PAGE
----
U.S. Morocco Shortwave Station Will Close - Radio World

U.S. Morocco Shortwave Station Will Close

Officials with the Broadcasting Board of Governors confirm that broadcasts from the Morocco Transmitting Station will cease in March, though no programs will be affected; other facilities will pick up those services.
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Another big U.S. international broadcast facility will close soon.

Officials with the Broadcasting Board of Governors confirm that broadcasts from the Morocco Transmitting Station will cease in March, though no programs will be affected; other facilities will pick up those services.

The government expects to vacate the facility by the end of 2008, and it will be returned to the government of Morocco.

“The rising cost of operating the Morocco station prompted this decision,” Letitia King, chief of media relations for the International Broadcasting Bureau, told RW.

The facility includes about 2,000 acres of land with 80,000 square feet of buildings and 10 high-power (500 kW) shortwave transmitters. It carries U.S. government broadcasts from Voice of America, Radio Free Europe/Radio Liberty and Radio Farda.

U.S. officials expect to save $3 million to $4 million a year; actual savings will depend on the cost of the new lease arrangements and other expenses related to continuing transmissions, she said.

There are 56 government employees there, including four U.S. citizens and 52 local employees. “The U.S. Government will honor its commitments to each of the Morocco Transmitting Station’s employees by providing fair and equitable treatment under the scope of the U.S. Embassy agreements,” King said; a memo to staff states that affected employees will receive severance compensation.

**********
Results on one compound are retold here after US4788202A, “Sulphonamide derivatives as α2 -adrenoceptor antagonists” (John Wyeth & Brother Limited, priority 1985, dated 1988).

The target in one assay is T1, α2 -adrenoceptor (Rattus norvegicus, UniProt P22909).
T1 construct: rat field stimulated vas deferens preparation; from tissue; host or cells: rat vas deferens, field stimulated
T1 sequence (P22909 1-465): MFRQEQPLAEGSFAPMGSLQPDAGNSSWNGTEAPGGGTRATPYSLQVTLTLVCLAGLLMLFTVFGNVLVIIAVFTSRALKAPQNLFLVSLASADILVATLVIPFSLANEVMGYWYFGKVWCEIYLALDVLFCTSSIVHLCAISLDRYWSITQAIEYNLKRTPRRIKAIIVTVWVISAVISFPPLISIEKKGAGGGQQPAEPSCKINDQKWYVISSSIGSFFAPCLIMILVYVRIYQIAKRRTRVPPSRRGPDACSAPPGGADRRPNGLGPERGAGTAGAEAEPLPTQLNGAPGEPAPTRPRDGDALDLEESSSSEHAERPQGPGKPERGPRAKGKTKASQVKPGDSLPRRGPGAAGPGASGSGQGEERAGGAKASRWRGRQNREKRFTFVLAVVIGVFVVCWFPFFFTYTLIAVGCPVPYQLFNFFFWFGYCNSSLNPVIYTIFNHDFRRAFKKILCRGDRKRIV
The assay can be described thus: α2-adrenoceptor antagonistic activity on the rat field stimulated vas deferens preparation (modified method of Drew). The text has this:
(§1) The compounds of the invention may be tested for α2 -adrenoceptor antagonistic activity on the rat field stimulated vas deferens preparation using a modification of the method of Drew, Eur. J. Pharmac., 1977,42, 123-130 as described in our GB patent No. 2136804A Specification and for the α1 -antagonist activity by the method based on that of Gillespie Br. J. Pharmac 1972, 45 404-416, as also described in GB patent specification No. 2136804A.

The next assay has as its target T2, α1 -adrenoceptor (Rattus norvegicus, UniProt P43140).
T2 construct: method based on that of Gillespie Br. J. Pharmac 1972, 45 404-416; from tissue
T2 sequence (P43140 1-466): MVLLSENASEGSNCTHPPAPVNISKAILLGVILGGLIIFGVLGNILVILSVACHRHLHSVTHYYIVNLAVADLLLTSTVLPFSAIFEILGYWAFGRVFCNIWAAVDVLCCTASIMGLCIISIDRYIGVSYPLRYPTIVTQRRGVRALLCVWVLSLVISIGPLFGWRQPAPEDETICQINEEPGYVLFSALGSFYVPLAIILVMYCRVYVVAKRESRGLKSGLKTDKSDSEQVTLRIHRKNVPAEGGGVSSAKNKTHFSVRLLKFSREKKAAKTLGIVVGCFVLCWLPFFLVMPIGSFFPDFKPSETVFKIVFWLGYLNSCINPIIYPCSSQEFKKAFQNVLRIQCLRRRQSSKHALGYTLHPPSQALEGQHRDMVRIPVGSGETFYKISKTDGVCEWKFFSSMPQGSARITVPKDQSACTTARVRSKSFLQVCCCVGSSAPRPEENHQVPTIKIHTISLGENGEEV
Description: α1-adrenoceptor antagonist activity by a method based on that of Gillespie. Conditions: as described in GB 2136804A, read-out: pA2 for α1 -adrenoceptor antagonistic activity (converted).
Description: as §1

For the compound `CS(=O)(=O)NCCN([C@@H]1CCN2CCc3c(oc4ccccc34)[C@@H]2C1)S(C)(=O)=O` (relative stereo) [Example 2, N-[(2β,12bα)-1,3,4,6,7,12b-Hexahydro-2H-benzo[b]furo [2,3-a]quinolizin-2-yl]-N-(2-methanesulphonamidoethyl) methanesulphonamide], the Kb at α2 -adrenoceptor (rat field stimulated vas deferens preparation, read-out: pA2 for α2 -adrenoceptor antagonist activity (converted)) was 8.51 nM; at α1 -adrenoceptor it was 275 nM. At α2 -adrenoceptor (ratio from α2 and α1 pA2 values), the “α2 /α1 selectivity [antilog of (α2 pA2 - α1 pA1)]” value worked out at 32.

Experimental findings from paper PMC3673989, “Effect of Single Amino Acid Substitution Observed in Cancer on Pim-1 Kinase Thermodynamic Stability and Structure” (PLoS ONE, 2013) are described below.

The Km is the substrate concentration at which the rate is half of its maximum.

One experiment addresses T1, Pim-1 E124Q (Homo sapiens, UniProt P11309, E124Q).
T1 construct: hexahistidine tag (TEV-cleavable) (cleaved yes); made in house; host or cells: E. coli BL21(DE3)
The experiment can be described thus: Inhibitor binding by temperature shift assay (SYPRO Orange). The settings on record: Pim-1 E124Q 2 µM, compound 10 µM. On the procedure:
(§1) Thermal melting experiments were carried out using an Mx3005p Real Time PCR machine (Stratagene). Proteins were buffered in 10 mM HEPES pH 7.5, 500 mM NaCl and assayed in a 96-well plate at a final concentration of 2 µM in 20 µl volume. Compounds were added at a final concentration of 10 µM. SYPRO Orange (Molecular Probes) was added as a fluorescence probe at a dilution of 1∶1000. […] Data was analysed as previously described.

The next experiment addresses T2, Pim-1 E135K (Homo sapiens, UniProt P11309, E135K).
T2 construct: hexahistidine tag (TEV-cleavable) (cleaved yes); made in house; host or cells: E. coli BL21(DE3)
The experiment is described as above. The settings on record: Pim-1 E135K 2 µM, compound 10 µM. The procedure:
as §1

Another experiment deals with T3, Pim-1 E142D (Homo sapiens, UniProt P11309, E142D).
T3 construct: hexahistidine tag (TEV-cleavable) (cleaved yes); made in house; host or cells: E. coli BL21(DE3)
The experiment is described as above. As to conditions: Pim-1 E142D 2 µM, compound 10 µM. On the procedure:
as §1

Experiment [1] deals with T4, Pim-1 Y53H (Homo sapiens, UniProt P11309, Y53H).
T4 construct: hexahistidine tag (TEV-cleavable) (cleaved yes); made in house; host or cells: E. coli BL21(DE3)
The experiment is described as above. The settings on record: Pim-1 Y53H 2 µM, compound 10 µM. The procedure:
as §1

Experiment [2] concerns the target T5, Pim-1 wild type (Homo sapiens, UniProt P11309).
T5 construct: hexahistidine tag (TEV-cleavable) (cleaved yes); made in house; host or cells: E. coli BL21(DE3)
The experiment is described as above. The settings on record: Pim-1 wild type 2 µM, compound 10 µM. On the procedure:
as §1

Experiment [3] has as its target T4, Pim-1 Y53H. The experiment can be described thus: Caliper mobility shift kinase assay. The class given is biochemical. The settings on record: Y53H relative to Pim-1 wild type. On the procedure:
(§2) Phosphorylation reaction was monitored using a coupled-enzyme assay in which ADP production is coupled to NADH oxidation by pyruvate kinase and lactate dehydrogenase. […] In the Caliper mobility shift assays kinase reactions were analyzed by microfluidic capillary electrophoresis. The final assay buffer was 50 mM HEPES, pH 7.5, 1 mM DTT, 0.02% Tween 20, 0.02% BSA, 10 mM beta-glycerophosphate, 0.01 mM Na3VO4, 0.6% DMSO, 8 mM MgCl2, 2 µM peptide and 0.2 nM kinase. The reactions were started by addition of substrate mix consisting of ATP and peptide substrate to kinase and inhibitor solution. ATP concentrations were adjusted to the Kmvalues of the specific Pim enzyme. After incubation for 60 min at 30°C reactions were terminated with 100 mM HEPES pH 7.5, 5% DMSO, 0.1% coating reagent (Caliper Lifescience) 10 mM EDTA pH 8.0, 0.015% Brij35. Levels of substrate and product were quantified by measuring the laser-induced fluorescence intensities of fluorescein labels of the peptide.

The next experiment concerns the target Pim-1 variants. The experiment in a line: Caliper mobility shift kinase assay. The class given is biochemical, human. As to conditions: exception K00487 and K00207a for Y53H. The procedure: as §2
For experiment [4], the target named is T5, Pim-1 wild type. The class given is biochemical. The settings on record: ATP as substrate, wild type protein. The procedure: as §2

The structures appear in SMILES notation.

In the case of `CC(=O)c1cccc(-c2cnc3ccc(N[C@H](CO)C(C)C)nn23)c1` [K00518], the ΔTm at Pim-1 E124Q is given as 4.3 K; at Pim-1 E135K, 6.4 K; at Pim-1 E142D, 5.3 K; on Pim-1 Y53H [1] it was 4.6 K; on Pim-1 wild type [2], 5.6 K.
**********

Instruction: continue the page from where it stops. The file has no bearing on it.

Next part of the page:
“The closing will not reduce the number of hours of radio programming currently broadcast by shortwave,” King continued. “All programs currently broadcast from the Morocco station will continue to be broadcast, either from other IBB facilities or through lease arrangements.”

As first reported by RW this summer, the International Broadcasting Bureau also recently closed a VOA shortwave facility in Delano, Calif. BBG continues to operate 11 transmission stations globally.

U.S. international broadcasting in Morocco started in 1949 with the Tangier Relay Station. The current facility is 18 miles southwest of Tangier and began broadcasting in 1993.

Plans for redeploying the transmitting equipment have not been finalized.

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